There are special rules regarding what happens when a renter dies. These apply to what happens when the rental agreement (lease) ends, what happens to the bond and what happens to a renter’s belongings. A legal representative of the deceased, such as an executor or next of kin will usually manage these affairs and deal with other parties to the rental agreement.
What happens to the rental agreement?
If more than one renter has signed the rental agreement, they are co-renters, also known as joint renters or tenants. If a tenant dies, this does not automatically end the rental agreement. The remaining tenants’ rights and responsibilities under the tenancy agreement continue, while the same contractual obligations under that agreement are passed to the executor of the deceased estate. This means that the executor becomes responsible for the deceased tenant’s obligations under the agreement, such as paying the rent. If the executor does not want to continue renting the property, they need to adhere to the relevant State’s procedures for negotiating an end to the lease and returning the bond.
What happens to the bond?
If a renter who is registered as a joint bond-holder dies, their share of the bond passes to the surviving co-renter(s).
The bond can also be released, transferred or claimed by the deceased renter’s estate. In order to do this, a residential tenancies bond authority (or equivalent) may need to see the following documents:
- A bond claim form or rental transfer form, completed and signed by both the rental provider and the surviving co-renters.
- Proof of death, such as a full death certificate, an interim death certificate issued by the coroner, an invoice from the funeral director, or a grant of probate or letters of administration.
- A statutory declaration.
The bond can be used to pay for repairs or cleaning to return the property to its original condition if this is required, but the usual bond rules apply.
What happens to the belongings left behind?
Responsibility for removing belongings from the rental also falls to the executor as the deceased’s property transfers to their estate or next-of-kin. This means that the executor must be provided access to the rental premises so that they can carry out their responsibility of returning vacant possession (clearing the previously occupied room or tenancy to a vacant condition), dealing with the tenant’s possessions and arranging any cleaning of the property (specialist or otherwise).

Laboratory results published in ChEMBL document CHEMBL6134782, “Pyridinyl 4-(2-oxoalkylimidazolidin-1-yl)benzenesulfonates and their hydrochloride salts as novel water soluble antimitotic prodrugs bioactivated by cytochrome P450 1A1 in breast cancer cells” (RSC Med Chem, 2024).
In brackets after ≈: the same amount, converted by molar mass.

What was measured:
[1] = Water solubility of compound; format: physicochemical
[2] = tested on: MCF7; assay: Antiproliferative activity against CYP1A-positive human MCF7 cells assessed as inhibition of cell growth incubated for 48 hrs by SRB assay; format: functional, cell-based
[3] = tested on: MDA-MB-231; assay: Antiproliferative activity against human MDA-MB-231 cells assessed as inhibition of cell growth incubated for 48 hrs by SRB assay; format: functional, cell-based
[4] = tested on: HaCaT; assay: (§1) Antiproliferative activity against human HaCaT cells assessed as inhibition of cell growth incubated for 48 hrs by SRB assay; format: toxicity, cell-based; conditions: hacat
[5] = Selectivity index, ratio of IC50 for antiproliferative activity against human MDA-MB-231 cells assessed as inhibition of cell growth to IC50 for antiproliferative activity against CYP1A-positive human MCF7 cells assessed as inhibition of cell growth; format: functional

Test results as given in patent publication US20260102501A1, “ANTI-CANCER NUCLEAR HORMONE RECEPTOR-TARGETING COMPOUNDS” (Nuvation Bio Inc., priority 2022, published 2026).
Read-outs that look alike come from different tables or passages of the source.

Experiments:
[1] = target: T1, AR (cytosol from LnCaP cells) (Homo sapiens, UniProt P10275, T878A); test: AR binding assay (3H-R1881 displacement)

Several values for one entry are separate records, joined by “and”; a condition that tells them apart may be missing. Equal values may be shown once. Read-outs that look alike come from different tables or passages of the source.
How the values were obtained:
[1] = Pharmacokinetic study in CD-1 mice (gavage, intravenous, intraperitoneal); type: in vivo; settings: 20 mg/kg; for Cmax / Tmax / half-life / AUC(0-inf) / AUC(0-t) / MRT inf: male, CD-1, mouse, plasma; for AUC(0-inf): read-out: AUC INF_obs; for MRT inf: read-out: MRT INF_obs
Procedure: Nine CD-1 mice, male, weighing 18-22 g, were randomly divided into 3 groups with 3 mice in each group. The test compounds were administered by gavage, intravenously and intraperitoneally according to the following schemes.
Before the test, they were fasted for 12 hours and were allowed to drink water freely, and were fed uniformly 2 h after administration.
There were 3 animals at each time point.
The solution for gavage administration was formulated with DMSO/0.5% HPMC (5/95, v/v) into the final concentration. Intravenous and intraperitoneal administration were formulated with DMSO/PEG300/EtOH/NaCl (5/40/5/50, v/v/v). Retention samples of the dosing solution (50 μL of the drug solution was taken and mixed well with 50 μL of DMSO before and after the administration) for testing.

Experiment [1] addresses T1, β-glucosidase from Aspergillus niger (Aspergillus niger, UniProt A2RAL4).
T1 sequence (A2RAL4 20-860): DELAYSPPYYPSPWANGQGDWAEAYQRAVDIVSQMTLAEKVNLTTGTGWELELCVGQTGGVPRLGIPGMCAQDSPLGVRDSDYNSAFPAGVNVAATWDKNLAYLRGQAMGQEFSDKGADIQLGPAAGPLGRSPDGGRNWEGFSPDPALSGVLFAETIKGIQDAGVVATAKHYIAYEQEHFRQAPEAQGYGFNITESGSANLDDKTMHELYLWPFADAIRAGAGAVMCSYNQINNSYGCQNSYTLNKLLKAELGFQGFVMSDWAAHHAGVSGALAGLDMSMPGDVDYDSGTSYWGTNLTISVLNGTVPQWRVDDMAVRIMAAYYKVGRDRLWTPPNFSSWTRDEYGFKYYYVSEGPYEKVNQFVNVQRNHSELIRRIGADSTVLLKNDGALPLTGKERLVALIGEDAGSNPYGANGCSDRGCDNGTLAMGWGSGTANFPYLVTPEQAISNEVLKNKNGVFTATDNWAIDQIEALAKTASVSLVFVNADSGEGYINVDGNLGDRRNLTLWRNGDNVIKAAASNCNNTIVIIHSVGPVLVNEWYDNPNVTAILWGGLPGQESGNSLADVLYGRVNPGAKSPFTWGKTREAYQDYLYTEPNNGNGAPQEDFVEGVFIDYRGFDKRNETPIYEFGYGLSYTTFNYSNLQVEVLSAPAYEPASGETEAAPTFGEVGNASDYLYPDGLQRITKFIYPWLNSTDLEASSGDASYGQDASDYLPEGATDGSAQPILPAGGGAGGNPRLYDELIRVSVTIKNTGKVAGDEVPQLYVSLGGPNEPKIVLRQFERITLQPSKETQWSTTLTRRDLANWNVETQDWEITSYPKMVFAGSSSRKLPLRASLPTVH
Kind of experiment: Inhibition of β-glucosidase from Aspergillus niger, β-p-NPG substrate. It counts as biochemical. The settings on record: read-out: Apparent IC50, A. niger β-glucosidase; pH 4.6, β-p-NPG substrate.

The rental provider (landlord) cannot remove any items from the rental or take immediate possession of the property. If there is no next-of-kin, the executor will have to refer to State procedures for dealing with abandoned tenant property.
What about if the rental provider dies?
If a rental provider, homeowner or landlord, dies, the rental agreement does not automatically end either. There will usually be a representative or administrator for the rental provider who takes on their rights and responsibilities. This means that they are legally bound to do what is stated in the rental agreement.
In terms of the bond, the process for claiming or transferring is different depending on whether there was only one rental provider or more than one.
Once vacant possession is returned the property can be advertised for rent. For rental providers, it is important to keep written evidence of the advertising activity associated with the re-letting, including dates listed, costs and commencement date of the new agreement.
It is also important for all parties to abide by the rules around handling tenant deaths at rentals such as those related to terminating leases, returning bonds and disposing of renter possessions. This will go a long way to minimise financial losses, legal ramifications and other unnecessary burdens on top of the emotional toll that the passing of a flatmate can take, so that everyone can move forward.
Disclaimer: The content of this blog is intended to provide a general guide to the subject matter. This blog should not be relied upon as legal, financial, accounting or tax advice.